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Opinion

EDITORIAL - Cutting red tape, again

The Philippine Star

National agencies and local government units are mandated to act on permit or license applications within three working days in the case of simple transactions, seven working days for complex transactions, and 20 working days for highly technical ones.

If the measures, embodied in an executive order to be issued by President Marcos, sound familiar, it is because the nation heard similar moves ordered by Rodrigo Duterte throughout his six years as president, as part of his campaign to cut red tape. In 2018, Duterte also signed into law Republic Act 11032, the Ease of Doing Business and Efficient Government Service Delivery Act, which created the Anti-Red Tape Authority. ARTA’s role was meant to complement the efforts of the Office of the Ombudsman in fighting corruption. The law enhanced RA 9485, the Anti-Red Tape Act of 2007.

Despite such laws and Duterte’s repeated threats to come down hard on those who could not or refused to cut red tape in their procedures, the country continued to lag behind most of its regional neighbors in ease of doing business.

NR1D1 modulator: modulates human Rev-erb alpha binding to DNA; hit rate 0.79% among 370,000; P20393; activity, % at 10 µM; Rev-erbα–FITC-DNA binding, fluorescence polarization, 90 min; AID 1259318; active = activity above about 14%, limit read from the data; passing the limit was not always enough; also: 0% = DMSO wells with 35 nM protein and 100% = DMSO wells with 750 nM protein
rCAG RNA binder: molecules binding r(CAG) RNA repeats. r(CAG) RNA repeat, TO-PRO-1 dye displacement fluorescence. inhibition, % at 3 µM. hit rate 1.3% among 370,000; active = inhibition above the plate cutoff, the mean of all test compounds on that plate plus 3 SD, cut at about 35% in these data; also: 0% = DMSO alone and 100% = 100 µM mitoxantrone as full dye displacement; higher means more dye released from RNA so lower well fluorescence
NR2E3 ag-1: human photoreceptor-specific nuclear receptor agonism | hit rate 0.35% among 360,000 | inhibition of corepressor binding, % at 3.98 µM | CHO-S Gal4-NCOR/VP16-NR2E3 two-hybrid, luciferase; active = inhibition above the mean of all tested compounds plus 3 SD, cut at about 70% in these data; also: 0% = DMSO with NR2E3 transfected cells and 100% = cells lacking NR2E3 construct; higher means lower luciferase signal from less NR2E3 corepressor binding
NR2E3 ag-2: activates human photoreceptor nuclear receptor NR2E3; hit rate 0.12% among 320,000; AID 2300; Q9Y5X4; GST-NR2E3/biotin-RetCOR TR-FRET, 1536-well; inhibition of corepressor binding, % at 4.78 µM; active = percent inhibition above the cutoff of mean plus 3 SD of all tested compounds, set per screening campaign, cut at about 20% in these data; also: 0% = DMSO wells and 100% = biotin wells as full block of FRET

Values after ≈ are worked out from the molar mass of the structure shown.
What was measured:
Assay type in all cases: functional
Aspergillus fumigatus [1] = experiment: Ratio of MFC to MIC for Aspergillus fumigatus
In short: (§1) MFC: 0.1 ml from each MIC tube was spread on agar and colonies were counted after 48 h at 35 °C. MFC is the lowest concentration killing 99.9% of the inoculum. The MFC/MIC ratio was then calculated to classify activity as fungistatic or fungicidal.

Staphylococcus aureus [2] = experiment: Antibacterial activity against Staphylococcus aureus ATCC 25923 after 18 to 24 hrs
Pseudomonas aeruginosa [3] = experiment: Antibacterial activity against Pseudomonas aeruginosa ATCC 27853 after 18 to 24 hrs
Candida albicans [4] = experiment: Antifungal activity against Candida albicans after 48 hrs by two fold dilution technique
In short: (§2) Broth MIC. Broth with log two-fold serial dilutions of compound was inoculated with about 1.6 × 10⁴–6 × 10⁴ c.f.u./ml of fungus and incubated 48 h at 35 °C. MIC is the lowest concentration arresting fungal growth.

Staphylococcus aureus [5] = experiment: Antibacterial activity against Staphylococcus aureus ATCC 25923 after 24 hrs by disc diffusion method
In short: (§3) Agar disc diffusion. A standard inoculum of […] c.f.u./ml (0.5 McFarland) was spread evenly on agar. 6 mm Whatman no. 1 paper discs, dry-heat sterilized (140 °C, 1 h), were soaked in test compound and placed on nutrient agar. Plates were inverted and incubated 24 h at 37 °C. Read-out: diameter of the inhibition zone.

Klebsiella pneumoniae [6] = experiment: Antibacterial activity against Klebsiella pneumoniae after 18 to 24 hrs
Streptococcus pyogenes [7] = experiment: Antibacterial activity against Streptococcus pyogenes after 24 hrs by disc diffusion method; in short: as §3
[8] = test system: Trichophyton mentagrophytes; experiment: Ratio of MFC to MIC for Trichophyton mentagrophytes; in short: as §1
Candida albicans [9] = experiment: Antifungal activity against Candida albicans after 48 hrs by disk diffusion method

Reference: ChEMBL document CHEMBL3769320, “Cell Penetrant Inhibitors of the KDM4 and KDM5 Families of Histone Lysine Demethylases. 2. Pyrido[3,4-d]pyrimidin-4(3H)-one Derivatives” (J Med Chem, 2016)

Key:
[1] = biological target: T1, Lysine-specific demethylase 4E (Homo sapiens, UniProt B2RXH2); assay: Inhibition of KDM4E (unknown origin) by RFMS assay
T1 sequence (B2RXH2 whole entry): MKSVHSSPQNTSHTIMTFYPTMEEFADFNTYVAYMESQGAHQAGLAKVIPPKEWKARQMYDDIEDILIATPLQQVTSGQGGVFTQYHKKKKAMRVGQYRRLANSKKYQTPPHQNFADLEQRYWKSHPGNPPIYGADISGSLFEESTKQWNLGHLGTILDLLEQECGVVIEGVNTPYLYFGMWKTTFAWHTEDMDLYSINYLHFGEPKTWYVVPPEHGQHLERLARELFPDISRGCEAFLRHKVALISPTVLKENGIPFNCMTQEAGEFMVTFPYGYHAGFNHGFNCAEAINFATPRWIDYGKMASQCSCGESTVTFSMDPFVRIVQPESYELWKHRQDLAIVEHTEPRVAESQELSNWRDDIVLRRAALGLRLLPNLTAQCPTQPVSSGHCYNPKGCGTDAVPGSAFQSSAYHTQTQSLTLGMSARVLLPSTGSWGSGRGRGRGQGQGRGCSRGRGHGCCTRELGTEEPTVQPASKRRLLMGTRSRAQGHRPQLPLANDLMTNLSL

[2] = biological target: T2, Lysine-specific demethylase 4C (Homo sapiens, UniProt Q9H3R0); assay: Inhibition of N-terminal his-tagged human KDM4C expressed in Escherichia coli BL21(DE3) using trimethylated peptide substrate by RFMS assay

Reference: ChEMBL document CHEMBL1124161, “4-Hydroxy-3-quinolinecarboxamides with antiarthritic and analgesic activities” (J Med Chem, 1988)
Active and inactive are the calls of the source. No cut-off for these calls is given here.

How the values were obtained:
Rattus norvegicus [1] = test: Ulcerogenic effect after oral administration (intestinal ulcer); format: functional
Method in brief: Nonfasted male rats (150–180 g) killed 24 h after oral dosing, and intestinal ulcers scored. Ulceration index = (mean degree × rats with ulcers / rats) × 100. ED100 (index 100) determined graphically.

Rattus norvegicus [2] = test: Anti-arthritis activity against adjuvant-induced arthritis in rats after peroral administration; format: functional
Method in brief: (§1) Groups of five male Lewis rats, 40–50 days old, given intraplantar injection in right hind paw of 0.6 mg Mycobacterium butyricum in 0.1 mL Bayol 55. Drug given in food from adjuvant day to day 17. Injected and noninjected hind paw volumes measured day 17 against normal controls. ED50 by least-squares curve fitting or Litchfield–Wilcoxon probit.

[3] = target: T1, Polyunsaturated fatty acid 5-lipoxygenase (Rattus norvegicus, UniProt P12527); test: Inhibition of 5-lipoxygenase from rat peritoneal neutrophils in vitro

This time, the Marcos EO will seek to promote ease of doing business and make the country more competitive within the region in attracting foreign direct investments. The EO sets up a so-called green lane for “strategic” or nationally significant or highly desirable investments. Again, the previous administration also set up express lanes or one-stop shops for investors. Will the new administration be able to make a difference?

Under the planned EO, the Department of Trade and Industry’s Board of Investments will create a technical working group for the implementation of the order. The BOI-Investment Assistance Service will be the single entry point for such strategic investments seeking green lane services.

People are not shrugging off the forthcoming EO as just the latest iteration of previous directives, mainly because the new administration is only into its sixth month and might do better. Regional competition has become even tougher as countries rush to recover from the pandemic, generate investments and jobs and avoid a recession. Making it easier to do business gains more urgency in this situation. The new administration should do a better job of cutting red tape and improving the business environment.

ARTA

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